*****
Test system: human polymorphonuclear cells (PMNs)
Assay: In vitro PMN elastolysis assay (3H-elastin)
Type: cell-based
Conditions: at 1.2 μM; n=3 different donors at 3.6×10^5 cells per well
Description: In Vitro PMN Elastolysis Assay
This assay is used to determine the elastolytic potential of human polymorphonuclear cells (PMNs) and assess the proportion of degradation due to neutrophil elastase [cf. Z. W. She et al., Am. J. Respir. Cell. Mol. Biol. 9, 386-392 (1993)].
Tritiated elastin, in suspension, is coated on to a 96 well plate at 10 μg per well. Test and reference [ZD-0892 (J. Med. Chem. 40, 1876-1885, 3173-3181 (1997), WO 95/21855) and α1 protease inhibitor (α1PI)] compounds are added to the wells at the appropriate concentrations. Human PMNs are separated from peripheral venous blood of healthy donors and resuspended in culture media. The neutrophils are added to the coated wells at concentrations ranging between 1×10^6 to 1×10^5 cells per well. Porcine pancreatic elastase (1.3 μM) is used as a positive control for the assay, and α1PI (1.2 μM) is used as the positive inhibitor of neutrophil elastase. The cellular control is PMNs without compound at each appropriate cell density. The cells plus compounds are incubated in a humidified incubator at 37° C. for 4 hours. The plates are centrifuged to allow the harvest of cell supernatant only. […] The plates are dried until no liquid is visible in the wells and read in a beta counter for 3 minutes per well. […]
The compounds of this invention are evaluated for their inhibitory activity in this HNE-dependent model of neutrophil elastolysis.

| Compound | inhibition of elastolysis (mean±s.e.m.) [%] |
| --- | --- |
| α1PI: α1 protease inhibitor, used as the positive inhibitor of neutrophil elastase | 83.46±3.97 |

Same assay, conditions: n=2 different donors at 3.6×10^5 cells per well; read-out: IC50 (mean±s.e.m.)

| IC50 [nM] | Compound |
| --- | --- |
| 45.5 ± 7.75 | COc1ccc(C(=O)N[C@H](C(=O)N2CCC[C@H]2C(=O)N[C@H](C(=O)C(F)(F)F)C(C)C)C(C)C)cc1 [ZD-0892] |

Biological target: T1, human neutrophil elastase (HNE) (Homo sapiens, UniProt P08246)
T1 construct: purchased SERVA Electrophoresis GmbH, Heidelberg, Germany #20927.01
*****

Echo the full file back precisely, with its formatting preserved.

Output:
Test system: human polymorphonuclear cells (PMNs)
Assay: In vitro PMN elastolysis assay (3H-elastin)
Type: cell-based
Conditions: at 1.2 μM; n=3 different donors at 3.6×10^5 cells per well
Description: In Vitro PMN Elastolysis Assay
This assay is used to determine the elastolytic potential of human polymorphonuclear cells (PMNs) and assess the proportion of degradation due to neutrophil elastase [cf. Z. W. She et al., Am. J. Respir. Cell. Mol. Biol. 9, 386-392 (1993)].
Tritiated elastin, in suspension, is coated on to a 96 well plate at 10 μg per well. Test and reference [ZD-0892 (J. Med. Chem. 40, 1876-1885, 3173-3181 (1997), WO 95/21855) and α1 protease inhibitor (α1PI)] compounds are added to the wells at the appropriate concentrations. Human PMNs are separated from peripheral venous blood of healthy donors and resuspended in culture media. The neutrophils are added to the coated wells at concentrations ranging between 1×10^6 to 1×10^5 cells per well. Porcine pancreatic elastase (1.3 μM) is used as a positive control for the assay, and α1PI (1.2 μM) is used as the positive inhibitor of neutrophil elastase. The cellular control is PMNs without compound at each appropriate cell density. The cells plus compounds are incubated in a humidified incubator at 37° C. for 4 hours. The plates are centrifuged to allow the harvest of cell supernatant only. […] The plates are dried until no liquid is visible in the wells and read in a beta counter for 3 minutes per well. […]
The compounds of this invention are evaluated for their inhibitory activity in this HNE-dependent model of neutrophil elastolysis.

| Compound | inhibition of elastolysis (mean±s.e.m.) [%] |
| --- | --- |
| α1PI: α1 protease inhibitor, used as the positive inhibitor of neutrophil elastase | 83.46±3.97 |

Same assay, conditions: n=2 different donors at 3.6×10^5 cells per well; read-out: IC50 (mean±s.e.m.)

| IC50 [nM] | Compound |
| --- | --- |
| 45.5 ± 7.75 | COc1ccc(C(=O)N[C@H](C(=O)N2CCC[C@H]2C(=O)N[C@H](C(=O)C(F)(F)F)C(C)C)C(C)C)cc1 [ZD-0892] |

Biological target: T1, human neutrophil elastase (HNE) (Homo sapiens, UniProt P08246)
T1 construct: purchased SERVA Electrophoresis GmbH, Heidelberg, Germany #20927.01